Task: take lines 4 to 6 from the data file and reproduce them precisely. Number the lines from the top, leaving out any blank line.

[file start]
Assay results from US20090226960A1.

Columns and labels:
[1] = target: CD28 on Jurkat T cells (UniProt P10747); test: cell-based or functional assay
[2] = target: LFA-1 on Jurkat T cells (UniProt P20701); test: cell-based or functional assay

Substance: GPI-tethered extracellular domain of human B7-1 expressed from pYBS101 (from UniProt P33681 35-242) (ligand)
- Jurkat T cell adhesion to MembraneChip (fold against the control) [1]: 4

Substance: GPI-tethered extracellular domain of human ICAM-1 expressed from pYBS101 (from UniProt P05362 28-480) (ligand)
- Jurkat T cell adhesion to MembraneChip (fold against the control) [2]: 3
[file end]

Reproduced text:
[2] = target: LFA-1 on Jurkat T cells (UniProt P20701); test: cell-based or functional assay

Substance: GPI-tethered extracellular domain of human B7-1 expressed from pYBS101 (from UniProt P33681 35-242) (ligand)
- Jurkat T cell adhesion to MembraneChip (fold against the control) [1]: 4